Takeaways from the August 2021 Report from the Office of the Parliamentary Budget Officer on Federal Spending on Housing Affordability
August 16, 2021
On August 10, the Office of the Parliamentary Budget Officer, an independent, non partisan office that conducts fiscal research for Parliament, released a report analyzing the federal government’s past and planned spending on affordable housing. The report contained a valuable and eye opening synopsis of the impacts of the programs under the National Housing Strategy on federal support for the affordable and community housing sector. The following represent a number of key statistics that stood out for me:
- CMHC’s spending on housing affordability will increase on average 42% per year in the years 2018-19 to 2027-28 when compared to the years 2008 to 2018.Simply put, CMHC is spending much more on affordable housing this decade than it did in the previous decade. However, part of the reason for this increase is a significant increase in spending in 2021-22 as a result of the $1.5 billion Rapid Housing Initiative, Round 2 announced in the 2021 Budget.
- Average federal spending on homelessness over the coming decade is set to increase significantly more when compared to the previous decade.From 2018-19 to 2027-28, it is expected that federal spending on homelessness programs will increase by 203% annually when compared to the previous decade from 2008 to 2018. However, again, much of this increase can be attributed to one time funding increases that are set to last from 2020 to 2024.
- Approximately 6% of CMHC’s annual spending on housing affordability will be dedicated to urban, rural and northern Indigenous housing.
- Although federal spending on housing affordability is rising, the bulk of this spending is in capital support, mostly in the form of repayable loans.CMHC spending on programs targeted to assistance for housing need to help low income household is projected to increase only by 9% per year between 2018-19 and 2027-28, although when adjusted for purchasing power, the report states that this actually represents a decrease in real terms of about 15%.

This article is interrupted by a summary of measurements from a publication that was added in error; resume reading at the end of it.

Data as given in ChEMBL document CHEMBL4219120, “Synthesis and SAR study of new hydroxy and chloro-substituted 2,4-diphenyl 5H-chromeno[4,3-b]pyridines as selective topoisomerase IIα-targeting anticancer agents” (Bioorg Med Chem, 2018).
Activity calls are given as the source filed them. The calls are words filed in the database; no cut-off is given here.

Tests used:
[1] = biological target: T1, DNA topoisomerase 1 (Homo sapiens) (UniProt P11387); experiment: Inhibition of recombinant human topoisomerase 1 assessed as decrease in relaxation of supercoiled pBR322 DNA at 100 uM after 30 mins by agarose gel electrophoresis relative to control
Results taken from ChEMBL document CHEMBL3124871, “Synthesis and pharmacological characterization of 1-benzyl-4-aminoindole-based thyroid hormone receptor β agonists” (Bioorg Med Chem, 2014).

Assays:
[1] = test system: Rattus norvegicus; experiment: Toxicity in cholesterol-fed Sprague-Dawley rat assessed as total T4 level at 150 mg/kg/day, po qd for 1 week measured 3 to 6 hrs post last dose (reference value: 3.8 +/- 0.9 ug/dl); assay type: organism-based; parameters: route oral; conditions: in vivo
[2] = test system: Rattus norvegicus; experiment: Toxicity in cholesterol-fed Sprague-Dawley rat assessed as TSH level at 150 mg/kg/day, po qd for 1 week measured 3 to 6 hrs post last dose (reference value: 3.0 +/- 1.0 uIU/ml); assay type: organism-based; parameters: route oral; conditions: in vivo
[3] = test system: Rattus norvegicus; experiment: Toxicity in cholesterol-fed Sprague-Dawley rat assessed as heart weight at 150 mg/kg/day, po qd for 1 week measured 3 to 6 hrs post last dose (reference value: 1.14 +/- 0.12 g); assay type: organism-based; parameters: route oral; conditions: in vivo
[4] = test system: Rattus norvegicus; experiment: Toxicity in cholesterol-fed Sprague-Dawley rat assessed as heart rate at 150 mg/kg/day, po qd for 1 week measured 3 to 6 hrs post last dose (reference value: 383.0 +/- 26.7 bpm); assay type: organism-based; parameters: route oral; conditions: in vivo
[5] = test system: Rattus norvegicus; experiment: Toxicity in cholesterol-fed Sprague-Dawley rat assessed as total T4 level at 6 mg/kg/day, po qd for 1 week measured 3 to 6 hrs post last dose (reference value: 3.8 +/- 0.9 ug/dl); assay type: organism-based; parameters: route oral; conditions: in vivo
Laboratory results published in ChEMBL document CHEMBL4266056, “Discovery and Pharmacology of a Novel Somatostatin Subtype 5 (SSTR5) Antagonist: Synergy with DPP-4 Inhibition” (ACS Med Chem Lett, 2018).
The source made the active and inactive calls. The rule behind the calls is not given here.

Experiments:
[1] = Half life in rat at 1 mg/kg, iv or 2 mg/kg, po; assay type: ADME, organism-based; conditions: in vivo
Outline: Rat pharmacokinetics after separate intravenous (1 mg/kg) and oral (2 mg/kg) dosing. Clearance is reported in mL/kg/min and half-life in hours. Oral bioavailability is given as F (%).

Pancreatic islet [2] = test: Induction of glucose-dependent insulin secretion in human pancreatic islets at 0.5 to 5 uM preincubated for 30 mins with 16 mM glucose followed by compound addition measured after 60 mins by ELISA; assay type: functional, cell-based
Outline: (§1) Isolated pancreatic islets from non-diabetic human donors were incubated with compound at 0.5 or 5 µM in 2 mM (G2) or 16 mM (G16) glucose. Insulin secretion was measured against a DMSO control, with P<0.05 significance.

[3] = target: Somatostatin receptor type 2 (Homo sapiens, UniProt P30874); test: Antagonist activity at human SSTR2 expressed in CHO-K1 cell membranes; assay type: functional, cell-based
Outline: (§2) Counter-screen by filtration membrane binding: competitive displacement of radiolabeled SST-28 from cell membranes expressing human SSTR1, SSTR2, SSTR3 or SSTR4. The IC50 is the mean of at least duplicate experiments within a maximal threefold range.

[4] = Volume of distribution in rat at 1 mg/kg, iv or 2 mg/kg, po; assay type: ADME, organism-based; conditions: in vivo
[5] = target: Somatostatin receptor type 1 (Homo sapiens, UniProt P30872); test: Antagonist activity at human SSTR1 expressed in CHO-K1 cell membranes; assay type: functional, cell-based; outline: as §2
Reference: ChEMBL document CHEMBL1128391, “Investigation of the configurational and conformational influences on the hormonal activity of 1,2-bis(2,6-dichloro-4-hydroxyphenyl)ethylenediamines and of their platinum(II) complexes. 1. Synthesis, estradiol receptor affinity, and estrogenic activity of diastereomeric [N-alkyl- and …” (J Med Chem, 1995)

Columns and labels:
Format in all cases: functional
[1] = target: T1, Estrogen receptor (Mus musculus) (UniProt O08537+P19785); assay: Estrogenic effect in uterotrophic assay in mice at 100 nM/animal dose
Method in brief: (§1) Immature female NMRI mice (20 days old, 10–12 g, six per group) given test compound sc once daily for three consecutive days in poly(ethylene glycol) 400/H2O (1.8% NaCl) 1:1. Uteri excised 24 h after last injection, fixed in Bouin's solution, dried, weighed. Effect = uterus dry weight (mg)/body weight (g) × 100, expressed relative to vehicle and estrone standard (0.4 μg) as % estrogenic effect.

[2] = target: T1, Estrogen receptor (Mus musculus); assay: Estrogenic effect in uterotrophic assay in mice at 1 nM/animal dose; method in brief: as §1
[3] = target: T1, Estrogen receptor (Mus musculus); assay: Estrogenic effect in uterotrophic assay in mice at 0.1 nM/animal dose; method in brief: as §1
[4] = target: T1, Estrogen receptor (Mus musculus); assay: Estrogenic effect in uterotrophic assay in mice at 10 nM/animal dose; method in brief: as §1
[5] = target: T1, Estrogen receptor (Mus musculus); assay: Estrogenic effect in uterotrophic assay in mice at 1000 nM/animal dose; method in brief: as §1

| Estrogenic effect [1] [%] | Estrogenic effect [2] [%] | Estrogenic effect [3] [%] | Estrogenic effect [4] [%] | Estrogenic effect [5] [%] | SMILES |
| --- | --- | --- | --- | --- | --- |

- Given significantly increased federal transfers to provinces and territories, it is estimated that the share of provincial/territorial spending on housing affordability that comes from the federal government increases from 5% in 2019-20 to 21% by 2027-28.
- Despite significant increases in spending on capital investments, there have been delays in the funding that has rolled out – in the first 3 years of the Strategy, the report states that CMHC did not spend $574 million it was allocated under the 2 largest capital programs in that time period– the National Co-investment Fund and Rental Construction Financing Initiative.(Note, this does not include projects unveiled in summer 2021). However, as researcher Steve Pomeroy has pointed out in a recent paper, and as CHRA has communicated to CMHC for some time, the Rental Construction Financing Initiative has not enhanced affordability of rental units, and has not greatly assisted the community housing sector directly.
- Because of expiring operating agreements, the number of housing units directly supported by CMHC declined by 183,109 between 2015 and 2019, a reduction of 42%.These units were either converted to market rate units or being offloaded to other orders of government.
In short, there is some good news and some bad news in this report. Federal investments in building new rental housing are increasing, but they have been slow, and not always targeted to affordable rental housing. Direct support for low income tenants is on the decline in real terms, and there has been a significant federal devolution of community housing. Although the share of federal support to the provinces and territories is increasing for affordable housing, this does not necessarily equate to an incremental increase in number of units. In short, the measures under the National Housing Strategy were a good first step, but they were just that – a first step.
During the coming federal election campaign and into the first year of the new federal government, CHRA, through the Vote Housing campaign and subsequently the “Blueprint for Housing” Initiative that will launch this fall, will engage with members to advocate for, and identify the next generation of federal housing policies required to achieve the 2030 goal of ensuring safe and affordable housing for all people in Canada that meets their needs.
To download a copy of the Parliamentary Budget Office’s report, visit Federal Program Spending on Housing Affordability in 2021 (pbo-dpb.gc.ca).
Jeff Morrison is Executive Director of the Canadian Housing and Renewal Association.